In The Mayor of Casterbridge, Thomas Hardy explores the role of character in determining fate. He uses a character's personality flaws to determine their fate. Hardy utilizes such traits as temper and lack of control. Hardy takes his character and places them in a situation where their personalities usually make the situation worse.
Throughout the novel the character, Lucetta, is portrayed as a spoiled woman. She likes things to be the best for herself. She comes to Casterbridge in order to finish what she and Henchard proposed to do earlier, that is, marry one another. When she refuses to see him, because she likes Farfrae, she is intentionally provoking him. Henchard confronts her about this matter and her marriage to him. Lucetta refuses to marry until Henchard threatens to black mail her. He intends to black mail her with the love letters she wrote him earlier. She agrees to the marriage. Lucetta, however, marries Farfrae. She does this because he is good looking, better off than Henchard, and totally infatuated with her. This course was the best for her at the moment. She knew of Henchard's past, she had experienced his temper, and was afraid he would ruin her. Lucetta also puts a great deal of emphasis on looks.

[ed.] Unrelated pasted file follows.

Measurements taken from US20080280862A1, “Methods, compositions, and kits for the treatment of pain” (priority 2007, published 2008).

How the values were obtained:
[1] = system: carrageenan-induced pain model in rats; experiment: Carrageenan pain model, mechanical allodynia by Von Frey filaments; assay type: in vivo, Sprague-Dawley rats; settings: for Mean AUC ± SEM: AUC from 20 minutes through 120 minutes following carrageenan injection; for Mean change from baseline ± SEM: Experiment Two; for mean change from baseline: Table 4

The next event in the story is when Farfrae's idea for the fair works better than his own. In a fit of jealous rage, Henchard fires his good friend. This alienates Farfrae from both Henchard and Elizabeth-Jane. It also distances Henchard from Elizabeth-Jane and Farfrae. His temper has now caused a fault in his business and his family. Farfrae sets up a business in competition with him. Henchard also denies Farfrae the right to court his daughter. This of course pushes Elizabeth-Jane farther from her father.
Henchard's fate was strongly rooted in his character. He has several character flaws that contributed to the breakdown of every relationship he had. At the beginning of the novel it is his temper that starts the whole story off. At...